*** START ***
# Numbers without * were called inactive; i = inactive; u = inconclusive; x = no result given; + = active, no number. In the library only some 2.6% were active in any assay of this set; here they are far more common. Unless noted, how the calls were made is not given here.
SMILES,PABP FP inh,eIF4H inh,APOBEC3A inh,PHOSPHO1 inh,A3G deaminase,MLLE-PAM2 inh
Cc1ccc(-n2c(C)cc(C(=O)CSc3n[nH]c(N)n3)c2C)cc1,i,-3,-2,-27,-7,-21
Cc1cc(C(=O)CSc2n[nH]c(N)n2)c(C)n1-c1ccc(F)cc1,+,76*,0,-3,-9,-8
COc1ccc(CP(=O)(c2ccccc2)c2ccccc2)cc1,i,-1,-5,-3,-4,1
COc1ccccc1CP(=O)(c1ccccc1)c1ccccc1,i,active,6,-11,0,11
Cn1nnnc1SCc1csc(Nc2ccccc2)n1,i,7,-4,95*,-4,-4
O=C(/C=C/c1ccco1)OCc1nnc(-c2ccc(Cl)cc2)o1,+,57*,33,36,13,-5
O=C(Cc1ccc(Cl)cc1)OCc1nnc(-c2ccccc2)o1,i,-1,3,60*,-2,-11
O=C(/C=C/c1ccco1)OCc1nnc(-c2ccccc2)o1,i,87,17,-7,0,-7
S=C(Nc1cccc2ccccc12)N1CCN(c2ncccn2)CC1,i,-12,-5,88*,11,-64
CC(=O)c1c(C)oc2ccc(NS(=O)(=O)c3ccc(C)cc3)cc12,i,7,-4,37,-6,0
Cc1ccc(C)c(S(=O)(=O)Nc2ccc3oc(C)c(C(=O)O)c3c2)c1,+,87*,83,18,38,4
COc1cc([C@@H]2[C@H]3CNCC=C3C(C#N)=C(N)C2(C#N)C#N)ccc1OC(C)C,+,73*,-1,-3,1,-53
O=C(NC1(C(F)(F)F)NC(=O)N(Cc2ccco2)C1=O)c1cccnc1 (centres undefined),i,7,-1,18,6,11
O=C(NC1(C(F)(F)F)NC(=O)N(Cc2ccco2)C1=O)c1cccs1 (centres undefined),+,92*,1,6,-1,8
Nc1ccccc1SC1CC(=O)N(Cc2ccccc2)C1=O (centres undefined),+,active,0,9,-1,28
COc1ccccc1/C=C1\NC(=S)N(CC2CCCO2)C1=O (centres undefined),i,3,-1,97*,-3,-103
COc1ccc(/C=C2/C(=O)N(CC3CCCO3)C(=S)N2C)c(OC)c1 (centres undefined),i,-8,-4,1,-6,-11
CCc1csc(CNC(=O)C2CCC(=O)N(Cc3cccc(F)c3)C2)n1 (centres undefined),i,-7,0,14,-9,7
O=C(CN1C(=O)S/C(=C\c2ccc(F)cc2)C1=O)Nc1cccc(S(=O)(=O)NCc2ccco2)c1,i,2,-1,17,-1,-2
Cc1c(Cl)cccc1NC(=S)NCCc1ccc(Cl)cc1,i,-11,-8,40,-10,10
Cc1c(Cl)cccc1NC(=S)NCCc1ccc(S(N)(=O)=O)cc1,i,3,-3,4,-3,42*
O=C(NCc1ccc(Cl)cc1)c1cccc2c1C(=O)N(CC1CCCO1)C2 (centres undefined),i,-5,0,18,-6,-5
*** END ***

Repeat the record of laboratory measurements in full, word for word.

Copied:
# Numbers without * were called inactive; i = inactive; u = inconclusive; x = no result given; + = active, no number. In the library only some 2.6% were active in any assay of this set; here they are far more common. Unless noted, how the calls were made is not given here.
SMILES,PABP FP inh,eIF4H inh,APOBEC3A inh,PHOSPHO1 inh,A3G deaminase,MLLE-PAM2 inh
Cc1ccc(-n2c(C)cc(C(=O)CSc3n[nH]c(N)n3)c2C)cc1,i,-3,-2,-27,-7,-21
Cc1cc(C(=O)CSc2n[nH]c(N)n2)c(C)n1-c1ccc(F)cc1,+,76*,0,-3,-9,-8
COc1ccc(CP(=O)(c2ccccc2)c2ccccc2)cc1,i,-1,-5,-3,-4,1
COc1ccccc1CP(=O)(c1ccccc1)c1ccccc1,i,active,6,-11,0,11
Cn1nnnc1SCc1csc(Nc2ccccc2)n1,i,7,-4,95*,-4,-4
O=C(/C=C/c1ccco1)OCc1nnc(-c2ccc(Cl)cc2)o1,+,57*,33,36,13,-5
O=C(Cc1ccc(Cl)cc1)OCc1nnc(-c2ccccc2)o1,i,-1,3,60*,-2,-11
O=C(/C=C/c1ccco1)OCc1nnc(-c2ccccc2)o1,i,87,17,-7,0,-7
S=C(Nc1cccc2ccccc12)N1CCN(c2ncccn2)CC1,i,-12,-5,88*,11,-64
CC(=O)c1c(C)oc2ccc(NS(=O)(=O)c3ccc(C)cc3)cc12,i,7,-4,37,-6,0
Cc1ccc(C)c(S(=O)(=O)Nc2ccc3oc(C)c(C(=O)O)c3c2)c1,+,87*,83,18,38,4
COc1cc([C@@H]2[C@H]3CNCC=C3C(C#N)=C(N)C2(C#N)C#N)ccc1OC(C)C,+,73*,-1,-3,1,-53
O=C(NC1(C(F)(F)F)NC(=O)N(Cc2ccco2)C1=O)c1cccnc1 (centres undefined),i,7,-1,18,6,11
O=C(NC1(C(F)(F)F)NC(=O)N(Cc2ccco2)C1=O)c1cccs1 (centres undefined),+,92*,1,6,-1,8
Nc1ccccc1SC1CC(=O)N(Cc2ccccc2)C1=O (centres undefined),+,active,0,9,-1,28
COc1ccccc1/C=C1\NC(=S)N(CC2CCCO2)C1=O (centres undefined),i,3,-1,97*,-3,-103
COc1ccc(/C=C2/C(=O)N(CC3CCCO3)C(=S)N2C)c(OC)c1 (centres undefined),i,-8,-4,1,-6,-11
CCc1csc(CNC(=O)C2CCC(=O)N(Cc3cccc(F)c3)C2)n1 (centres undefined),i,-7,0,14,-9,7
O=C(CN1C(=O)S/C(=C\c2ccc(F)cc2)C1=O)Nc1cccc(S(=O)(=O)NCc2ccco2)c1,i,2,-1,17,-1,-2
Cc1c(Cl)cccc1NC(=S)NCCc1ccc(Cl)cc1,i,-11,-8,40,-10,10
Cc1c(Cl)cccc1NC(=S)NCCc1ccc(S(N)(=O)=O)cc1,i,3,-3,4,-3,42*
O=C(NCc1ccc(Cl)cc1)c1cccc2c1C(=O)N(CC1CCCO1)C2 (centres undefined),i,-5,0,18,-6,-5